Everything you need to know about diabetes

Many people have heard of diabetes and think of it as an insulin problem; that diabetics are either resistant to insulin or they do not produce enough leading to high blood sugar. Their knowledge of diabetes stops there. What many people don’t hear about is the system-wide problems that can result from uncontrolled diabetes.

Diabetes is a chronic condition that affects 37.3 million people in the United States. Although it is primarily an endocrine issue, diabetes can impact the eyes, nerves, and feet. There are many side effects that can occur from uncontrolled diabetes that may seem concerning and scary, but the reality is these complications can be avoided or at least controlled through healthy lifestyle habits, regular inspection, and even seeing a physical therapist. Lifestyle modifications, such as exercise, diet control, and proper utilization of medications can help you improve your health and ability to enjoy life fully.

Why are diabetics more prone to foot issues?

Many diabetic-related foot problems are due to complications from poor blood flow and nerve damage (neuropathy). Diabetes has been known to cause hardening and narrowing of blood vessels, which leads to difficulties fighting infections as the body struggles to deliver the proper regulating and healing compounds needed. Infections of the feet that are hard or impossible for a patient to recover from are one of the main reasons why many people with diabetes receive amputations. Vascular changes can often lead to another common problem with uncontrolled diabetes: neuropathy. Typically, neuropathy starts in the hands and feet, as they are furthest from the heart. It often presents as a lack of sensation as the nerves lose their ability to transmit information to the central nervous system. For example, if someone with sensation loss has a pebble in their shoe, they may not feel it. The irritation from the pebble might cause a sore, callus, or ulcer to develop and progress further to infection. Decreased blood flow and neuropathy can also present as tingling, pain or weakness in the feet, and have multi-system effects.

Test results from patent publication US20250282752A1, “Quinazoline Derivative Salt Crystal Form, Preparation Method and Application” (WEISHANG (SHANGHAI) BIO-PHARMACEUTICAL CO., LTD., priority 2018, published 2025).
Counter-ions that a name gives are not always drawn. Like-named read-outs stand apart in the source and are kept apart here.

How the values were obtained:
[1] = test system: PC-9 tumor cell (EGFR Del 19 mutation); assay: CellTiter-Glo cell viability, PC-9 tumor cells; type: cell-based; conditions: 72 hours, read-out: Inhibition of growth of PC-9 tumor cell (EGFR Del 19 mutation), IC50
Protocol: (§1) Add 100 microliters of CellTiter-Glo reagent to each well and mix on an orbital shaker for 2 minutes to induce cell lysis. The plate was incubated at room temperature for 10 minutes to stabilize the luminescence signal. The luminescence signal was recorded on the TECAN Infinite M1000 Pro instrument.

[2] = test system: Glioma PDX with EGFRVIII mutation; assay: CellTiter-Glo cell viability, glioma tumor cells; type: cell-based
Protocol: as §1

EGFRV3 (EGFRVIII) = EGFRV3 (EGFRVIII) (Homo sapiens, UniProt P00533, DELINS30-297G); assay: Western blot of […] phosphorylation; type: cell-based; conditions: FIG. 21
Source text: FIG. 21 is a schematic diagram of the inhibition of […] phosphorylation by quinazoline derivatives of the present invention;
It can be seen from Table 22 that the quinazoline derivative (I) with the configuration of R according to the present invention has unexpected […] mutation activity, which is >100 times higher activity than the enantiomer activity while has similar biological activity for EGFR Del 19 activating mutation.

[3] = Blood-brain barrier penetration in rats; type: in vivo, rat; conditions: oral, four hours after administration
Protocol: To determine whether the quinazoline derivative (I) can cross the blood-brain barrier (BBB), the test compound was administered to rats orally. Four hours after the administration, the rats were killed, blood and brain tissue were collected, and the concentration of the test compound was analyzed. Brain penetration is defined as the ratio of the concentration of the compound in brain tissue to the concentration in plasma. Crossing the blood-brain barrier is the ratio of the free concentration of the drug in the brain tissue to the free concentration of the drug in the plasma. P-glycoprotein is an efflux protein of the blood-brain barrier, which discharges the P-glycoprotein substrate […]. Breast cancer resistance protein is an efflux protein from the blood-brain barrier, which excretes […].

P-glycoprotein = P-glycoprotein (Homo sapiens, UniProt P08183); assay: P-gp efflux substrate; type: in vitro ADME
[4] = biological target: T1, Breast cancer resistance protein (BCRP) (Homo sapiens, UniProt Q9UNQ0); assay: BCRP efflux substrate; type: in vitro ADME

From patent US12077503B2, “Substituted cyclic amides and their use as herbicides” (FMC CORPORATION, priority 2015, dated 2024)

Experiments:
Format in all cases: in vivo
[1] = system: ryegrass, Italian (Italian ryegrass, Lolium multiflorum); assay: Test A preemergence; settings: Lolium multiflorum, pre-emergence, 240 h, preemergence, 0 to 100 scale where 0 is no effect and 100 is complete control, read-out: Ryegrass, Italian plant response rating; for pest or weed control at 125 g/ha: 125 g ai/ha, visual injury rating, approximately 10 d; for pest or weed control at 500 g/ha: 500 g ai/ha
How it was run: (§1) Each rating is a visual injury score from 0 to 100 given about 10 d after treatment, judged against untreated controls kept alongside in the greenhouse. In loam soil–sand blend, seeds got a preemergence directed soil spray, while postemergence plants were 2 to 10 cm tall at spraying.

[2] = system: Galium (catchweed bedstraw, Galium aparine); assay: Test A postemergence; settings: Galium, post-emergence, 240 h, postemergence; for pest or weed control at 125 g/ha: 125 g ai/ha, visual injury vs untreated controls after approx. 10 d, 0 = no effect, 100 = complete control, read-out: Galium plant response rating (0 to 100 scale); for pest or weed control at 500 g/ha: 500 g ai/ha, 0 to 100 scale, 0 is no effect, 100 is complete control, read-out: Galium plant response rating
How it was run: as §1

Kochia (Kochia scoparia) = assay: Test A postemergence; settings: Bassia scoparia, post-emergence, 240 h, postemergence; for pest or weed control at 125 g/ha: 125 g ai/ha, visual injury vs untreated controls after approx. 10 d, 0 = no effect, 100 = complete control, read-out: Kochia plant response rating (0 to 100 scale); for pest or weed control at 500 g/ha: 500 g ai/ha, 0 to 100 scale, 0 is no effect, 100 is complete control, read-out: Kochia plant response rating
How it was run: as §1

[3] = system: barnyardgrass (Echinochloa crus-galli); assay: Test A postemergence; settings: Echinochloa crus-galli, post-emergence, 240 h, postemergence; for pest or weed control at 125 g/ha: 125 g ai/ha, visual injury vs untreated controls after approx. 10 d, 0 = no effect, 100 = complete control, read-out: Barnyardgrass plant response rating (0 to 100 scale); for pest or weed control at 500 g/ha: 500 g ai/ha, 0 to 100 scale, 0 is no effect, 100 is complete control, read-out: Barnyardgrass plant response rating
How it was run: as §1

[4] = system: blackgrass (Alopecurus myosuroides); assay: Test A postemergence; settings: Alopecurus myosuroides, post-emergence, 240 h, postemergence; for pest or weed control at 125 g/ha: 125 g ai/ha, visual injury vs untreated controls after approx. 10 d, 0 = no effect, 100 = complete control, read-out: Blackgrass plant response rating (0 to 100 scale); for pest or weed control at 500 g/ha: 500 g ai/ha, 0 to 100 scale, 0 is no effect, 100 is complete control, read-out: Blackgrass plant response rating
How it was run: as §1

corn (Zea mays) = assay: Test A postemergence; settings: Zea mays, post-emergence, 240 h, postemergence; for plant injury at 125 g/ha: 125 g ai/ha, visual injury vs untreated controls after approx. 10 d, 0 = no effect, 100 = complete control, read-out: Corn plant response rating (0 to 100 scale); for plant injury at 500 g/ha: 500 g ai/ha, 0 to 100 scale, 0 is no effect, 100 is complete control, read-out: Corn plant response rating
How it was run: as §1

Foot care and diabetes

Proper foot inspection, care, and hygiene can further prevent infection and the effects that follow. The American College of Foot and Ankle Surgeons (ACFAS) provides a variety of guidelines regarding personal foot care. During your inspection be on the lookout for any cuts, blisters, sores, and swelling throughout the ankle, foot, toes, and nails. Note that even small amounts of redness can be an indication of infection. If you notice anything unusual, it is recommended to see your primary care provider. ACFAS also offers recommendations for foot care include regular moisturizing of the feet (not between the toes as it can promote fungal infections), wearing clean, dry socks, and cleaning your feet daily with lukewarm water using either a soft sponge or washcloth. Keeping your feet healthy is important for the prevention of infections among other systemic complications. These are some simple strategies to maintain healthy feet. If you find you have any questions or concerns regarding your foot health, your primary care provider is a great start, but many other health professions—such as physical therapy—have expertise to help you stay healthy.

Healthy diets for diabetics